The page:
‘There’s a lot to be done in the 15 min that we have. We do heights and weights, and we have a lot of paperwork to do along with trying to teach as much as we can… it’s difficult.’ [31]

Whilst these professionals considered they were the right people to be delivering smoking cessation advice, a common barrier, making this difficult to achieve, was the level of staffing, with understaffing a frequent occurrence. [27]. As a result, professionals focused the limited time left on issues raised by women. These centred predominantly on the woman’s health, labour, child development, parenting advice and financial support. This squeezed time for addressing smoking cessation which, in addition, may not be a concern [27, 31].

‘Whatever you do it always comes down to the labour and that is it…which is fine but giving up smoking isn’t their concern.’ Midwife [27]

Discussion

To our knowledge, this is the first systematic review of qualitative studies reporting health professionals’ perceptions of the barriers and facilitators they face when addressing smoking cessation with women who are pregnant and in the post-partum period. Using extensive searches from 1990, we identified only eight studies reported in nine papers representing approximately 190 participants. While searching non-English journals may have increased the pool of studies, our review points to an evidence gap, illustrated by the small number of studies available for synthesis.

The small number of studies we had to draw on is a limitation of our review. The studies that were included provide illumination of the barriers and facilitators perceived by health professionals who provide smoking cessation advice and support to women who are pregnant or in the post-partum period. Providing smoking cessation advice during pregnancy is a key part of a health professional’s role and as such the lack of research in this area is surprising particularly in comparison to the substantial body of research with pregnant and post-partum women who smoke [18]. A second potential limitation relates to the methods of qualitative synthesis. These are still being refined [35, 36] and can lack transparency [37]. We therefore used an established methodology for coding and synthesis. In addition, computer software (ATLAS.ti) provided ‘an audit trail’ of the interpretative process and the review was reported in line with the ‘Enhancing Transparency in Reporting the Synthesis of Qualitative Research’ (ENTREQ) guidance [36].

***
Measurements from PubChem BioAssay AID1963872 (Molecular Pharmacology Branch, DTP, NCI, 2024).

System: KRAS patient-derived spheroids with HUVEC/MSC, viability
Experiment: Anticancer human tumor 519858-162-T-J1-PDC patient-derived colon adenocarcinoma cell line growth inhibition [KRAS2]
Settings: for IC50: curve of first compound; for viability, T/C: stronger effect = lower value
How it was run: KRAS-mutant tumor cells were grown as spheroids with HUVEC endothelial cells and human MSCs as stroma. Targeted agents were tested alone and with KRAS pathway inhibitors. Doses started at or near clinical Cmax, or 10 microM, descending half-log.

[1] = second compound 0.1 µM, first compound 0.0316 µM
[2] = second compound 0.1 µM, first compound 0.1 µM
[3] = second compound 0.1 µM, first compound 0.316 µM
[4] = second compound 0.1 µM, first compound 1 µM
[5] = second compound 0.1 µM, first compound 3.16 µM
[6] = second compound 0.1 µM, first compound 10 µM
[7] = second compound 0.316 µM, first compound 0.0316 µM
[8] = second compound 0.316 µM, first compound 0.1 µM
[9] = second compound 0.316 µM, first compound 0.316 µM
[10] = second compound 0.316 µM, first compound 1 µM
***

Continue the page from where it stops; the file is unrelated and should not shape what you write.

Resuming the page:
Whilst acknowledging these limitations, our review uncovered recurrent perceptions and experiences among healthcare providers as to the barriers and facilitators they encountered in everyday practice in relation to their work on smoking cessation. The common dimensions related particularly to professionals’ roles and organisational contexts, which were widely seen as shaping barriers and facilitators to supporting smoking cessation. Building on these findings, it is possible to draw some broad interpretations about professional perspectives.

The association between maternal smoking and social disadvantage identified by health professionals as a barrier to addressing and supporting smoking cessation was evidenced by both the quotes presented from health professionals and the authors’ interpretations available in the included studies. Here, professional perceptions of why woman smoke in pregnancy mirrored those of women themselves; a habit deeply entrenched in disadvantaged lives where it provides a source of support, enjoyment and escape [18]. This understanding, together with an acknowledgement that health professionals could not address the social determinants of women’s smoking, heightened professionals’ awareness of the limitations of their role. Perhaps because of this, it was perceived that many women would not or could not quit smoking in pregnancy, and if they did, post-partum relapse was inevitable.